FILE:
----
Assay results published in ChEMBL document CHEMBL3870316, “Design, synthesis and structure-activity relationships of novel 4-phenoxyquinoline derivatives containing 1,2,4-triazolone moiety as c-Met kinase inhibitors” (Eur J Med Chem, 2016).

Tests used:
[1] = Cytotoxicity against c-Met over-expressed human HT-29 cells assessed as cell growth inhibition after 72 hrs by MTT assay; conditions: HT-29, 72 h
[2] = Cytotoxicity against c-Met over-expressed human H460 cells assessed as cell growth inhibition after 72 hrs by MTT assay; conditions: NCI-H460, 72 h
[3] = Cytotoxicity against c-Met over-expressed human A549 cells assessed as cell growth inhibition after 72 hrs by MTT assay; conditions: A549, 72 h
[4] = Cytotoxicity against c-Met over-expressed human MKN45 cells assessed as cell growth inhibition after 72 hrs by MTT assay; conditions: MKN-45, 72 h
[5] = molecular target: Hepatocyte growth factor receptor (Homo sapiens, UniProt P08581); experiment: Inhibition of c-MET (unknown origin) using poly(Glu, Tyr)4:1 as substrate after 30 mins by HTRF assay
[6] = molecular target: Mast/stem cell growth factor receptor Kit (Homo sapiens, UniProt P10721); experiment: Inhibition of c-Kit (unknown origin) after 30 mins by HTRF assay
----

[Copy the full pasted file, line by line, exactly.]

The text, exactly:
Assay results published in ChEMBL document CHEMBL3870316, “Design, synthesis and structure-activity relationships of novel 4-phenoxyquinoline derivatives containing 1,2,4-triazolone moiety as c-Met kinase inhibitors” (Eur J Med Chem, 2016).

Tests used:
[1] = Cytotoxicity against c-Met over-expressed human HT-29 cells assessed as cell growth inhibition after 72 hrs by MTT assay; conditions: HT-29, 72 h
[2] = Cytotoxicity against c-Met over-expressed human H460 cells assessed as cell growth inhibition after 72 hrs by MTT assay; conditions: NCI-H460, 72 h
[3] = Cytotoxicity against c-Met over-expressed human A549 cells assessed as cell growth inhibition after 72 hrs by MTT assay; conditions: A549, 72 h
[4] = Cytotoxicity against c-Met over-expressed human MKN45 cells assessed as cell growth inhibition after 72 hrs by MTT assay; conditions: MKN-45, 72 h
[5] = molecular target: Hepatocyte growth factor receptor (Homo sapiens, UniProt P08581); experiment: Inhibition of c-MET (unknown origin) using poly(Glu, Tyr)4:1 as substrate after 30 mins by HTRF assay
[6] = molecular target: Mast/stem cell growth factor receptor Kit (Homo sapiens, UniProt P10721); experiment: Inhibition of c-Kit (unknown origin) after 30 mins by HTRF assay